People accidentally kill cats & birds as councils cut pest control
Birds and cats are dying as many households turn to doing their own rat catching because councils have cut their pest control departments, leading to an increase in rat infestations – rat numbers are now up to an estimated 80 million.
According to The Times, Peter Crowden, chairman of the National Pest Technicians Association, said that residents’ efforts at pest control were killing birds and cats rather than rats because they were putting poison in the wrong place.
Mr Crowden said that technicians had called in saying that council departments were closing or setting prohibitively high charges. “The councils are advising residents to look in Yellow Pages to find private firms but many are choosing to go to the shops and buy poison,” he said.
The council in Peterborough, where he lives, shut its department two years ago, but he said that other councils were reducing or scrapping services.
The Local Government Association admitted that some councils were cutting pest control services entirely or raising charges. “In light of a £6.5 billion local government funding shortfall, some councils have decided to restrict the pest control service they provide to only the most vulnerable people in their communities,” said Richard Kemp, vice-chairman of the association.
Mr Crowden, who has discussed the problem with government officials, said the main problem was that many people did not know what to do with the poison they bought. “One man last week put the poison on a bird table last week and killed six birds while the rat remained under his garden decking,” Mr Crowden said.
Industry experts have reported a 40% rise in rodents in the past 10 years, to an estimated population of 80 million rats.
Other pest-control bodies blame blocked drains and fortnightly rubbish collections. At present councils are free to choose how they arrange waste collection but some ministers, including Eric Pickles, the Communities Secretary, have been pressing for a more centralised approach.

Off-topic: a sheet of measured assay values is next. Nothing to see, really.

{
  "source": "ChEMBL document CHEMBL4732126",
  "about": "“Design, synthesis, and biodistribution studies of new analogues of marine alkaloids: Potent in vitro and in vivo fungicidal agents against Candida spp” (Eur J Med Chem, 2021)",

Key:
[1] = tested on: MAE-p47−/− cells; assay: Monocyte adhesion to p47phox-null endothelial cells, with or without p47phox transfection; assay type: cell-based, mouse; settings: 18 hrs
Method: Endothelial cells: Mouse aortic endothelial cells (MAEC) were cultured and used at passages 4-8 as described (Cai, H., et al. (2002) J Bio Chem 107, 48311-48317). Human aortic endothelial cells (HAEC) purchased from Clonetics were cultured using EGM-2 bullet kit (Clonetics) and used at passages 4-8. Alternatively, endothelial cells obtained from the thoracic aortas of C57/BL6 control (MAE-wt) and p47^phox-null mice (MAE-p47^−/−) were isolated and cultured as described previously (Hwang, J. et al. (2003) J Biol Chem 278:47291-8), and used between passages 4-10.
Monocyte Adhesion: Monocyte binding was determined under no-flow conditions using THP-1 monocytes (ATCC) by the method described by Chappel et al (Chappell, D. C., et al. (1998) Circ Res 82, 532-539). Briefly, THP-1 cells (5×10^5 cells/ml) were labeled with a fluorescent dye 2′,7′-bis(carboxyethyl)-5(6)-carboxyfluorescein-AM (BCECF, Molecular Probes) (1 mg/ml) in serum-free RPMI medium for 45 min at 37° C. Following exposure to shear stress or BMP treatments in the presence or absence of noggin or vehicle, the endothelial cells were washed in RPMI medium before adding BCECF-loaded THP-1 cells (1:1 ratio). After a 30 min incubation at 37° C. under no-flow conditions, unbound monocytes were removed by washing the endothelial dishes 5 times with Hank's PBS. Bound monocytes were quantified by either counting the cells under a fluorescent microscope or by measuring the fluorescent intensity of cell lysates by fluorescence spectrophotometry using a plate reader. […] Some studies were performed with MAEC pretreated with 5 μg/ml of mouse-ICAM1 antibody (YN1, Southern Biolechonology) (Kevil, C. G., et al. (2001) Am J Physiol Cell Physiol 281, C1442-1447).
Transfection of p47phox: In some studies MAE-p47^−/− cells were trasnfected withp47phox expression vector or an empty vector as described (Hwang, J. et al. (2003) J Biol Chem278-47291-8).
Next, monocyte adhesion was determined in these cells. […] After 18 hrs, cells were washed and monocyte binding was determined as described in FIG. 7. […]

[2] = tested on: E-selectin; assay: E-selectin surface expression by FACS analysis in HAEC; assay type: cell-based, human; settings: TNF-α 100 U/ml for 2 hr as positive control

Nearly half of all councils collect rubbish fortnightly, partly because it is cheaper and partly because of evidence that residents recycle more when rubbish is collected less frequently. Last week sources close to Mr Pickles suggested that councils be given financial incentives to revert to weekly collections.
Mr Crowden admitted that increased rubbish was also a big factor in the rise in rat infestations. “With the loss of weekly collections there is far more fly-tipping as residents dump their rubbish — including food and nappies — in highway lay-bys which also attracts rats.”
Council refuse collections are considered a factor, but one of the main issues is that water companies are cutting back on dealing with drains to save money. Councils do not have a statutory duty to provide pest control.
A spokesman for Peterborough City Council admitted that the pest-control budget was scrapped in 2008-09. Any residents who called were given suggestions of who to ring but had to pay for the service themselves. The year before it was axed, the team was called out 2,223 times, of which 542 involved rats.